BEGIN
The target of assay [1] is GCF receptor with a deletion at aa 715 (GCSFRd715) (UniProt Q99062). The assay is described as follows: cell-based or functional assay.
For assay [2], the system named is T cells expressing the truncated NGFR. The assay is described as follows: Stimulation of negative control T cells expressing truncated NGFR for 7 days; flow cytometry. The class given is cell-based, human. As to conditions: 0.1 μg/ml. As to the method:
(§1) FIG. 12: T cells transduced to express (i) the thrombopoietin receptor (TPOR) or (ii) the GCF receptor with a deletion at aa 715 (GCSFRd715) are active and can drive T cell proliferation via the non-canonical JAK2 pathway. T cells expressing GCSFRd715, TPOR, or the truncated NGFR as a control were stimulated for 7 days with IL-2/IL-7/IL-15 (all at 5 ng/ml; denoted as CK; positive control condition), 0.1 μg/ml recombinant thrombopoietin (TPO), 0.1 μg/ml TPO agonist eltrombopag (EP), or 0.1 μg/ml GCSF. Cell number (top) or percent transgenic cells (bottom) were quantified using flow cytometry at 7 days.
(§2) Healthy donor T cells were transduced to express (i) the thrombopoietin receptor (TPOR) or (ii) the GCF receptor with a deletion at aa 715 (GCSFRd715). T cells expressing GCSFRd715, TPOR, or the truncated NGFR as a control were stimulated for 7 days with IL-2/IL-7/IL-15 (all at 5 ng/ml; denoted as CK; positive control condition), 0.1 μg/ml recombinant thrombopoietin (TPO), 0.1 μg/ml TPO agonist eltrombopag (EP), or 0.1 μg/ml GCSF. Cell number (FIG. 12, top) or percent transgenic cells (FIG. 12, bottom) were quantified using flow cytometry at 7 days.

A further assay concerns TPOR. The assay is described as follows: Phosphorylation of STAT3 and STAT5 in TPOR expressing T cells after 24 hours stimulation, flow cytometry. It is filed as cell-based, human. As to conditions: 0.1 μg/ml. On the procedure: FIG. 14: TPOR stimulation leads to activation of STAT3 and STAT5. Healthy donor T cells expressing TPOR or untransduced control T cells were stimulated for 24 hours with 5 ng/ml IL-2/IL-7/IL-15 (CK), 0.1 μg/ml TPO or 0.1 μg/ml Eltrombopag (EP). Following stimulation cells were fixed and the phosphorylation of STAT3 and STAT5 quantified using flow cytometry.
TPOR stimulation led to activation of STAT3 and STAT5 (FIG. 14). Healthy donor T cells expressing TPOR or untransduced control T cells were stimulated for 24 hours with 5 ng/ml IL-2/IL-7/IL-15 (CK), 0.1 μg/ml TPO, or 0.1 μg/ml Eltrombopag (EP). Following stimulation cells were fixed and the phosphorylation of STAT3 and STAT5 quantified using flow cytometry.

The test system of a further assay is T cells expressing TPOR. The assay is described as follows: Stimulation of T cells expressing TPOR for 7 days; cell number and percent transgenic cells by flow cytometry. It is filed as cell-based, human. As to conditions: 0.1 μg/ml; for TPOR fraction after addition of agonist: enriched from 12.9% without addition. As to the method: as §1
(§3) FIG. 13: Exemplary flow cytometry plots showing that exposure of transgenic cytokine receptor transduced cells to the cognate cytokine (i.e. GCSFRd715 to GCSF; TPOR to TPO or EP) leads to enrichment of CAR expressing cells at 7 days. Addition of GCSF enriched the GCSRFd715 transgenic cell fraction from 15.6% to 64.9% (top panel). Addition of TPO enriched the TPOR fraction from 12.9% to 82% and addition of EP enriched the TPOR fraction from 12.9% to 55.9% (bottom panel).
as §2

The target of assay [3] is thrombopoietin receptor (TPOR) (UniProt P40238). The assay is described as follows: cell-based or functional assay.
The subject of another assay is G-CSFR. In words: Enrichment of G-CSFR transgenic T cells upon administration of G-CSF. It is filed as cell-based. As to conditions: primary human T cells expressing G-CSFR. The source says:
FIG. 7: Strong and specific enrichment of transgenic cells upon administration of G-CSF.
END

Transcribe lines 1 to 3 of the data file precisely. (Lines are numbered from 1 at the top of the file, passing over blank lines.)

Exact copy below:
The target of assay [1] is GCF receptor with a deletion at aa 715 (GCSFRd715) (UniProt Q99062). The assay is described as follows: cell-based or functional assay.
For assay [2], the system named is T cells expressing the truncated NGFR. The assay is described as follows: Stimulation of negative control T cells expressing truncated NGFR for 7 days; flow cytometry. The class given is cell-based, human. As to conditions: 0.1 μg/ml. As to the method:
(§1) FIG. 12: T cells transduced to express (i) the thrombopoietin receptor (TPOR) or (ii) the GCF receptor with a deletion at aa 715 (GCSFRd715) are active and can drive T cell proliferation via the non-canonical JAK2 pathway. T cells expressing GCSFRd715, TPOR, or the truncated NGFR as a control were stimulated for 7 days with IL-2/IL-7/IL-15 (all at 5 ng/ml; denoted as CK; positive control condition), 0.1 μg/ml recombinant thrombopoietin (TPO), 0.1 μg/ml TPO agonist eltrombopag (EP), or 0.1 μg/ml GCSF. Cell number (top) or percent transgenic cells (bottom) were quantified using flow cytometry at 7 days.